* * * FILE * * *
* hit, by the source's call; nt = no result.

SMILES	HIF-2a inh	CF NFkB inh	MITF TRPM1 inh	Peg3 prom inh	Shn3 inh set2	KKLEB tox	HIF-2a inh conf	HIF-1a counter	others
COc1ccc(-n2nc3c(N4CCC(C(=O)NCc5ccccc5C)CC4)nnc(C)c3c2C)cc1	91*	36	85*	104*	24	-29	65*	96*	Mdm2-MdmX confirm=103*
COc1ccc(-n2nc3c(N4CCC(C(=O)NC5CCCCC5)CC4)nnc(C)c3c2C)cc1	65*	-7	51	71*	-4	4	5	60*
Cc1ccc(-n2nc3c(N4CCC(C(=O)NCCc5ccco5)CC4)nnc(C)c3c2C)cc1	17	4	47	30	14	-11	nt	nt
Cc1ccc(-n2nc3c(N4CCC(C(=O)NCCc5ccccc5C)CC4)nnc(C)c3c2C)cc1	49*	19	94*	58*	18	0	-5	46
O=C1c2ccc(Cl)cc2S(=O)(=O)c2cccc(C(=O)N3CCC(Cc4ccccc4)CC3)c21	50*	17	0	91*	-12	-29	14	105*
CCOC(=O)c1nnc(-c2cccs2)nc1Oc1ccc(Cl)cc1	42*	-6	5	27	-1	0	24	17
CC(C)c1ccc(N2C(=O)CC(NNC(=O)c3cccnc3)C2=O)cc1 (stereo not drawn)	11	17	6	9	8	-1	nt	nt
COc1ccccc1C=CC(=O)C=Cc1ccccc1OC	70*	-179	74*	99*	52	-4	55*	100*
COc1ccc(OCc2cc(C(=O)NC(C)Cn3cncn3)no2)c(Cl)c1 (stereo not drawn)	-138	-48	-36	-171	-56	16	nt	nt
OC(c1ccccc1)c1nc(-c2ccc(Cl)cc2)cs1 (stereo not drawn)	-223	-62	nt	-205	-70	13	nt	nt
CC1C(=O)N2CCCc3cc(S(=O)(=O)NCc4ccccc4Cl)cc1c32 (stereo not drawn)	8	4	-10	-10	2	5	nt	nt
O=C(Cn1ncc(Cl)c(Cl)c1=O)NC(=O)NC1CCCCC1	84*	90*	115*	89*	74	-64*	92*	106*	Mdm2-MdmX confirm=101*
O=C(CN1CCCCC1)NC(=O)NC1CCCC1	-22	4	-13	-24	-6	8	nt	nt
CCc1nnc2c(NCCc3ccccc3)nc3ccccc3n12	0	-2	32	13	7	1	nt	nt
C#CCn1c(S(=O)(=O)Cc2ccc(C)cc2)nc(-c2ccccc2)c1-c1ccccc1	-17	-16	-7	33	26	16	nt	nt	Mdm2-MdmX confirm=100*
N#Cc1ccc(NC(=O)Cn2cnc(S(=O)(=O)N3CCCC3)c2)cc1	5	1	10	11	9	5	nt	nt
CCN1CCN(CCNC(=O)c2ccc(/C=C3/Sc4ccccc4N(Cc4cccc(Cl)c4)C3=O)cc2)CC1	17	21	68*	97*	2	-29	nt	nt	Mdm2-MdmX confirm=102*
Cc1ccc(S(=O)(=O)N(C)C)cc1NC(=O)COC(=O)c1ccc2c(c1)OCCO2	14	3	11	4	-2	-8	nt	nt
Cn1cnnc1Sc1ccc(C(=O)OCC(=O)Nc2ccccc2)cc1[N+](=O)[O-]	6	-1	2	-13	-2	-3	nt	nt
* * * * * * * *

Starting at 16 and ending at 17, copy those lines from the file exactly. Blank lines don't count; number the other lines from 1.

CCc1nnc2c(NCCc3ccccc3)nc3ccccc3n12	0	-2	32	13	7	1	nt	nt
C#CCn1c(S(=O)(=O)Cc2ccc(C)cc2)nc(-c2ccccc2)c1-c1ccccc1	-17	-16	-7	33	26	16	nt	nt	Mdm2-MdmX confirm=100*